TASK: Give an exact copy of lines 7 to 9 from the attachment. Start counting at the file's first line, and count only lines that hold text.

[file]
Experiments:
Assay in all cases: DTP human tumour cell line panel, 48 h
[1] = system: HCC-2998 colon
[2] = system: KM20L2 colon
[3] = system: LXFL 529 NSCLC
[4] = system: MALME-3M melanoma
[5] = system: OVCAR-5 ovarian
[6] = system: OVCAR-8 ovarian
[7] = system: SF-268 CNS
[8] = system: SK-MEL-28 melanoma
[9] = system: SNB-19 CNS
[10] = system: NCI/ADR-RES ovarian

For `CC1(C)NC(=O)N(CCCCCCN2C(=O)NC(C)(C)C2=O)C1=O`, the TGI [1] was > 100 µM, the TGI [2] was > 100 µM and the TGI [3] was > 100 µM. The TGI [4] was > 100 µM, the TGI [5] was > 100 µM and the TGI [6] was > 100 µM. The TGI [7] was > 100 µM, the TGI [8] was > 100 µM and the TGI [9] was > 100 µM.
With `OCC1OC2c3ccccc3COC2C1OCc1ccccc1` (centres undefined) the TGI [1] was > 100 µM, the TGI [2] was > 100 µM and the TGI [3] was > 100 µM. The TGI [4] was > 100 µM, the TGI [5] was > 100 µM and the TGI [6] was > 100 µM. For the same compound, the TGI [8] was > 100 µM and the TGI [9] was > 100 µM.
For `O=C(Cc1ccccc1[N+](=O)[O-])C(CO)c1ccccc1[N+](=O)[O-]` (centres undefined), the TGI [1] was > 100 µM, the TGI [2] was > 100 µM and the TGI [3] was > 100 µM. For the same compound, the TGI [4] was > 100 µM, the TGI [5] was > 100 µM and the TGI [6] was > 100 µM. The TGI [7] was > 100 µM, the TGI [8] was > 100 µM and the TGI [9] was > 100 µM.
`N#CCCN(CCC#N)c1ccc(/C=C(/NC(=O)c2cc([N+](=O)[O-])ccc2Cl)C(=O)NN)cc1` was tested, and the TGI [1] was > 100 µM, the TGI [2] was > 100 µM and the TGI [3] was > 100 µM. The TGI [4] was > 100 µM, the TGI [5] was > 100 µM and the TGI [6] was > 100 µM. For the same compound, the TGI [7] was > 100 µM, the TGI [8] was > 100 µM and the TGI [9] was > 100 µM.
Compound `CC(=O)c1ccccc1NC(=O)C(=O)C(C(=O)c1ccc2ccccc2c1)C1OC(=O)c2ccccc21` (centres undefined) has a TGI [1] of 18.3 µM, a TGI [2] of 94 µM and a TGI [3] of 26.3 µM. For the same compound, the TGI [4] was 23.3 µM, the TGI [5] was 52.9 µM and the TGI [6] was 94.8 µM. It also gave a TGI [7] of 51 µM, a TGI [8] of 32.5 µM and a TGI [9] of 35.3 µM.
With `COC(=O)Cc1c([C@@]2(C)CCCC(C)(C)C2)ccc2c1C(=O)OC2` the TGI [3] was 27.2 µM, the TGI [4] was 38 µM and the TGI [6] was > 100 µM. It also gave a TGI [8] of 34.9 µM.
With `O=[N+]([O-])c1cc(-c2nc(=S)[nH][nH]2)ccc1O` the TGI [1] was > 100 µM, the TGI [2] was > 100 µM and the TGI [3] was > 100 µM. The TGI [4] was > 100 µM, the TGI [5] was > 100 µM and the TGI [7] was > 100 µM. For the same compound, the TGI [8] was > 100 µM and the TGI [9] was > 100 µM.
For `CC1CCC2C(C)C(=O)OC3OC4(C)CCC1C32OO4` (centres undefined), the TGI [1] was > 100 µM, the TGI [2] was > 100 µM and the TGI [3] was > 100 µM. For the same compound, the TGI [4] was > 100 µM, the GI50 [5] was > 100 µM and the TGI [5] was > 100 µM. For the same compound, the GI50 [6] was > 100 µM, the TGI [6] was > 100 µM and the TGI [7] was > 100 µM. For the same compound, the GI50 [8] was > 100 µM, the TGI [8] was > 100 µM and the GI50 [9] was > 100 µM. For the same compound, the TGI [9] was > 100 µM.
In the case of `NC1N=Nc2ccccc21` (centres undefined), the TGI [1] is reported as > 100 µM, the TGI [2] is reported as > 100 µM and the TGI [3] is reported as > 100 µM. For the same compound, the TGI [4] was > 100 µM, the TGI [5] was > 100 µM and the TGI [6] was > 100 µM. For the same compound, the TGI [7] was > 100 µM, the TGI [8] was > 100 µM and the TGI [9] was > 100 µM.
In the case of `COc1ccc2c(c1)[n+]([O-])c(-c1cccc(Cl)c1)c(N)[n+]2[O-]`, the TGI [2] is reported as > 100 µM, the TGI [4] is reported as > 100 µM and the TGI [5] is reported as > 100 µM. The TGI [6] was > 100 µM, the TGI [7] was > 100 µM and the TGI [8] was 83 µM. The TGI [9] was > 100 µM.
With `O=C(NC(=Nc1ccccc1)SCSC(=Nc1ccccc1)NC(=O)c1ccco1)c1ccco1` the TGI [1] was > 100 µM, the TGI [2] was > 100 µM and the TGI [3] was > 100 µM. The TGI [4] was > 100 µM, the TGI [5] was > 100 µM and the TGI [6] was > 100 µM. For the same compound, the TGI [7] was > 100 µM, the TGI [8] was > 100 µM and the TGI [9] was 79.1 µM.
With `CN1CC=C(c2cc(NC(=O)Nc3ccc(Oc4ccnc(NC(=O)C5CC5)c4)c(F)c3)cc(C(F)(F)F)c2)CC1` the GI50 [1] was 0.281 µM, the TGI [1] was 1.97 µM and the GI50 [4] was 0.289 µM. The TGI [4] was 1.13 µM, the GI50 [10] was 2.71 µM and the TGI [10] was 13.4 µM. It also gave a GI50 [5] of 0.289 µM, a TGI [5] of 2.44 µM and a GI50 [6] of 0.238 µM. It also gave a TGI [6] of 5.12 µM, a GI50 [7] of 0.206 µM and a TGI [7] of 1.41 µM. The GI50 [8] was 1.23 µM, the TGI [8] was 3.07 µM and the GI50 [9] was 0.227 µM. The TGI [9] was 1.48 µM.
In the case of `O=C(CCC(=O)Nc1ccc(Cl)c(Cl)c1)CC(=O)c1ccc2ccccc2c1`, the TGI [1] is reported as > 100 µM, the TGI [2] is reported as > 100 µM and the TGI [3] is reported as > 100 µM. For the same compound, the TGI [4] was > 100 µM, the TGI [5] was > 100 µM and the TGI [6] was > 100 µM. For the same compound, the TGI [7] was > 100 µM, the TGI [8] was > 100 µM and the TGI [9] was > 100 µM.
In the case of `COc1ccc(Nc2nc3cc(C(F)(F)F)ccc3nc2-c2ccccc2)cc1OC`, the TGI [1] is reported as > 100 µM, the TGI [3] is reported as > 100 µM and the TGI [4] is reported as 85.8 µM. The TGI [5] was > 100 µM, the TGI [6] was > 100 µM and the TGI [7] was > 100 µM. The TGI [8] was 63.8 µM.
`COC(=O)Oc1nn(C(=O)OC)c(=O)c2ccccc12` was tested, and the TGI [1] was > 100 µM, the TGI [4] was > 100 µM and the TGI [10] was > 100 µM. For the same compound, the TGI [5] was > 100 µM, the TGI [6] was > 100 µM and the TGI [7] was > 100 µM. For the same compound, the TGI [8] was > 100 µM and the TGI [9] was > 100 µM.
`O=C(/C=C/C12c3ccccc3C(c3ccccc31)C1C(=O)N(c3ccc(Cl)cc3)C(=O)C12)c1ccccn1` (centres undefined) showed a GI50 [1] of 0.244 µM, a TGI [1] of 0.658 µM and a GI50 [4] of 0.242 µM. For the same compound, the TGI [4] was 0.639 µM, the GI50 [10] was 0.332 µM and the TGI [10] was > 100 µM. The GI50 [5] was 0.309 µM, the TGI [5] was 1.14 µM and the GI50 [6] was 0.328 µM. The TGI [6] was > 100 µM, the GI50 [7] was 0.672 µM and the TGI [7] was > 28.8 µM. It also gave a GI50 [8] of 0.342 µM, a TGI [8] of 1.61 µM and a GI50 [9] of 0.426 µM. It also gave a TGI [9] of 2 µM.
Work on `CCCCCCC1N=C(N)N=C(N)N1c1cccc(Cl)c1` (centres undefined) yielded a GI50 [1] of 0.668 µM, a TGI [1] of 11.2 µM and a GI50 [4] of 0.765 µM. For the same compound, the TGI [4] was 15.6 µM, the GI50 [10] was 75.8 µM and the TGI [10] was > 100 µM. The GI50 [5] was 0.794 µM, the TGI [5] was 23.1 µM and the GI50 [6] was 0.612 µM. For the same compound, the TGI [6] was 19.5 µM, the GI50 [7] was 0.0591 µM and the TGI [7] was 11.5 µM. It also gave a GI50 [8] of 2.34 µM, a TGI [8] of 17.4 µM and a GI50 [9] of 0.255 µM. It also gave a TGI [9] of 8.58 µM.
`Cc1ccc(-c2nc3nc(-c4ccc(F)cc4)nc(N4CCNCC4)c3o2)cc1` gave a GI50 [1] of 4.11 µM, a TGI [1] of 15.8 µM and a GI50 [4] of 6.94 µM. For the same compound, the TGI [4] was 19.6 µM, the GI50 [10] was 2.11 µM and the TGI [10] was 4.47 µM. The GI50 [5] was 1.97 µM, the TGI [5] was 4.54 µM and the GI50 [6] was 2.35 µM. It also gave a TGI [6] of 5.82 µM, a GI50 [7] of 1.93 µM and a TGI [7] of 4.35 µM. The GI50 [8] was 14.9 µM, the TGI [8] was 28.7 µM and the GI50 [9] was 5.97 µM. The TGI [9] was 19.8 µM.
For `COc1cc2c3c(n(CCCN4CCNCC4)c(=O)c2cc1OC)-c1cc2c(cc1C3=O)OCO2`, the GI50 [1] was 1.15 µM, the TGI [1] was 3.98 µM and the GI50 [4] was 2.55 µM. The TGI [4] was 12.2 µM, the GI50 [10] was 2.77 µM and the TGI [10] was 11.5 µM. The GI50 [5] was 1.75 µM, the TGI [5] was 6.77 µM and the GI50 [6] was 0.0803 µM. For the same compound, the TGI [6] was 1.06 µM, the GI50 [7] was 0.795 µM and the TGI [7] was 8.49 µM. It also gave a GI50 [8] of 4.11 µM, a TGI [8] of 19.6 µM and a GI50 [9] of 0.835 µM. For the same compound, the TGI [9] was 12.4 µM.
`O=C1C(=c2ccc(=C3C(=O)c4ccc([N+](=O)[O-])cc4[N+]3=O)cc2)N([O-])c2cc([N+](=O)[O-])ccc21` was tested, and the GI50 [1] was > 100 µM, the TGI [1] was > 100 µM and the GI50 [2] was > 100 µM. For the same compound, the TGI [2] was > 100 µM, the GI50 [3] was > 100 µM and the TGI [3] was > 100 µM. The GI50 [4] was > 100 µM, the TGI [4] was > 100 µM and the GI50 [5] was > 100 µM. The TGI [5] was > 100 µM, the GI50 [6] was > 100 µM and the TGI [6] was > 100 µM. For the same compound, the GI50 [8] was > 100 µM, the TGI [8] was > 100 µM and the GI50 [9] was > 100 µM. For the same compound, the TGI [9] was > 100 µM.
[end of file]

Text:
[5] = system: OVCAR-5 ovarian
[6] = system: OVCAR-8 ovarian
[7] = system: SF-268 CNS